Crescendo: a gradual increase in loudness in a piece of music.

Warning: this article contains spoilers.


Welcome to Film Frame Friday! We are back and what better way to kick things off than with a film that moved me to my core. This is the first time I have ever written a two-part article, but this film deserves it. For the first part, I will be discussing the initial interactions between Miles Teller and J.K Simmons characters and how they build up a nice crescendo leading into one of the best endings to grace modern film.

Whiplash (2014)

I will never forget how amazing 2014 was, and I owe that largely to Whiplash, written and directed by Damien Chazelle. The funny part is Miles Teller’s involvement is what made me so invested in this film. I loved him in The Spectacular Now (2013), so when I heard about Whiplash my heart fluttered.

The Spectacular Now (2013), starring Miles Teller and Shailene Woodley. The film is now streaming on Netflix.

I honestly can’t get enough of Whiplash, and the soundtrack is stuck in my head. I must apologize in advance if this article detours into my love for this film instead of a strict analysis. After all, I never know when I will get to write about my second favorite film of all time again.

Whiplash is simple to summarize: it is about the abusive relationship between a jazz student (Teller) and his instructor (J.K. Simmons). That is honestly all you need to know going into this film.

Part 1: The Crescendo between Andrew and Fletcher

The movie starts with a bang, as we are ushered into our first meeting between Andrew Neiman (Teller) and Terrance Fletcher (Simmons). Fletcher walks in on Andrew playing the drums and tells him to keep playing because he is looking for drummers. The framing and contrast between the two are brilliant in this scene. The weak, inexperienced, and youthful Andrew wearing white, and the experienced, stern, and powerful Fletcher wearing black. From the start, we see timidness and uncertainty in Andrew, and the downright dominance Fletcher oozes. Of course, Fletcher is unimpressed and walks off angrily. Here begins one of the most abusive relationships between student and master to grace this decade of film. Andrew now has something to prove and will go to any lengths for recognition.

Later on, Mr. Fletcher himself walks into Andrew’s class recruiting students for his studio band. His presence creates an atmosphere of intense pressure. Everyone knows Fletcher is the big dog on campus and the man who can fast-track them to success. For Andrew, this is his second chance to pursue his dreams of being a drummer. Of course, when Andrew is asked to play again, he is stopped within seconds. When it feels like all hope is lost, Fletcher starts walking away and says, “Drums with me.” Andrew is now invited to practice with the real players, and the look of happiness on his face won’t last. I love this scene because the framing and editing clearly show Fletcher is in command, and everyone is there at his whim.

There is one phrase in this film that is so iconic that the scene is named after it: “Not quite my tempo.” When anybody asks what is Whiplash about, or why this film is so great at what it does, show them this scene. Not only is it the first major scene in the film, but it also, no pun intended, sets the tempo for what is to come. The scene begins the way most classes start: the instructor walks in and happily greets his class, wishing for a productive day. The audience and the veteran students in the room know what Fletcher is, but Andrew believes in Fletcher’s sincerity.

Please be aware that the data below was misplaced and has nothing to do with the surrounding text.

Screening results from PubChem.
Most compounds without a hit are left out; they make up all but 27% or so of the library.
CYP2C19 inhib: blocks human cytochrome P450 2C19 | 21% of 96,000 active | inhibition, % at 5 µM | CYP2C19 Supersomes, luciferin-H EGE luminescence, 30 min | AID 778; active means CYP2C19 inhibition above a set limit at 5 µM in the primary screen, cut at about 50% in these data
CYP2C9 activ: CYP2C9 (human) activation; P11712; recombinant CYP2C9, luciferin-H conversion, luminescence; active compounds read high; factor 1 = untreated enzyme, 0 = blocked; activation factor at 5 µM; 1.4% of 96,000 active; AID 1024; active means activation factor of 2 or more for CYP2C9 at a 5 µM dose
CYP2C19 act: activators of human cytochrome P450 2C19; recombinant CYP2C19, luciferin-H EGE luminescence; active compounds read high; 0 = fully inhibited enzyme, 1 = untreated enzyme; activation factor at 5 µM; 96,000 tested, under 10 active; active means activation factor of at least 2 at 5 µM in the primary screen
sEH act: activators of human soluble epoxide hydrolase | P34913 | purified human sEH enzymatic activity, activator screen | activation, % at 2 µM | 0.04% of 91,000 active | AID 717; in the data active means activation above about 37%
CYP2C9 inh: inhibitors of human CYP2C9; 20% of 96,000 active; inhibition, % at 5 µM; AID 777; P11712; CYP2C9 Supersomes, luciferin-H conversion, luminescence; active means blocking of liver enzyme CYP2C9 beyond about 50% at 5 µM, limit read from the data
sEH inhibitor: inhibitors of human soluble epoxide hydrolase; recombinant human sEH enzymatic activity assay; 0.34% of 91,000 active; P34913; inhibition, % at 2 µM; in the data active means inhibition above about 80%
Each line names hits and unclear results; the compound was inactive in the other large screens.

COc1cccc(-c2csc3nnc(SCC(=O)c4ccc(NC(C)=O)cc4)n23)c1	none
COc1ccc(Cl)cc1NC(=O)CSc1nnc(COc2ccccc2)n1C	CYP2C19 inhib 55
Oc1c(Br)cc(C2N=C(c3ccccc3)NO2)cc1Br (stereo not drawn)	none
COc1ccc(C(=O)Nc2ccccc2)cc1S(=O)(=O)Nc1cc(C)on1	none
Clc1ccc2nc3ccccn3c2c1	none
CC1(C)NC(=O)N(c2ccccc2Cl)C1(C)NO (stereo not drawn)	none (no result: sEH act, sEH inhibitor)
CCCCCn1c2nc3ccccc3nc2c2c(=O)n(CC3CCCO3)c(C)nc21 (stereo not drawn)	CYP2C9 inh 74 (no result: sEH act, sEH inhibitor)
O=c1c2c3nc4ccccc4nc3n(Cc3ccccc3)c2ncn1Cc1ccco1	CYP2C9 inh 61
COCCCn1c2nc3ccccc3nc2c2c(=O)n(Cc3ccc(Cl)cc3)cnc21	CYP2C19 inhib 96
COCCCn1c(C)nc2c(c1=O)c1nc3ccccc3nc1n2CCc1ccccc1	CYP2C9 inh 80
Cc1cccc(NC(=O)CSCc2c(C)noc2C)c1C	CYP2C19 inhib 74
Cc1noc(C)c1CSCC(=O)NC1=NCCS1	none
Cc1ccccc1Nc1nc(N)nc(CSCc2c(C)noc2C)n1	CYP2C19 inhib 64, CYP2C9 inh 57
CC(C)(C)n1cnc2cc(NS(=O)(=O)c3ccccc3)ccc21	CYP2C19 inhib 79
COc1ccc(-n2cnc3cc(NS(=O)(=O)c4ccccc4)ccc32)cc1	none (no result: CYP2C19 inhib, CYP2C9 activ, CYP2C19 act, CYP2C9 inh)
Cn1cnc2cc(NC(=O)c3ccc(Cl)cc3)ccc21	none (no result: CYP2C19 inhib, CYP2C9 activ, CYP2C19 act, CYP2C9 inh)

Andrew has no idea what he signed up for.

There is a whiplash effect when Fletcher goes from nice and easy-going to drill sergeant within minutes. Fletcher’s physical body is terrifying; it makes him look like an instructor and nightclub bouncer combined. The way he quietly walks up to the other characters is like a predator circling prey. When Andrew can’t quite hit the tempo, Fletcher throws a chair at Andrew. The editing is fascinating here because when the chair is thrown the camera actually shakes as if we were hit by the chair. Fletcher gets up close and personal to Andrew again like that of a drill sergeant and repeatedly ask him, “Are you rushing or dragging?” This moment is powerful because the camera zooms in on them and captures Andrew’s downright fear. When Andrew can’t tell the difference he is slapped several times and asked, “Am I rushing or dragging?” The scene only intensifies as Fletcher gets more and more personal. His barrage of insults drives Andrew to tears. When it is all over, Fletcher goes right back to his stand and resumes practice as if nothing happens.

There are key framing moments that are vital in this scene. One is the up-close camera work at play, which takes us from a room of people to just two within moments. The second is how the camera uses the actor’s physical position and posture to set a tone. Fletcher standing over Andrew or having his arms crossed gives off the sense of immense pressure on Andrew. When Fletcher rapidly or throws a chair it is startling and outright fearsome. Chazelle does this by moving the camera as a reaction to Fletcher instead of Fletcher moving with the camera. This shows how dominating Fletcher can be; even the camera is moved as if frightened by Fletcher.

Thank you for reading and don’t forget part two of this article next Friday, where I discuss the latter half of the film and analyze the framing of one of my favorite endings of all time.

Written by Carl Broughton

Founder and Business Manager of FilmEra I am a Florida native who decided to stop reading reviews and start writing them instead. Follow me on my journey Twitter @Carlislegendary email:

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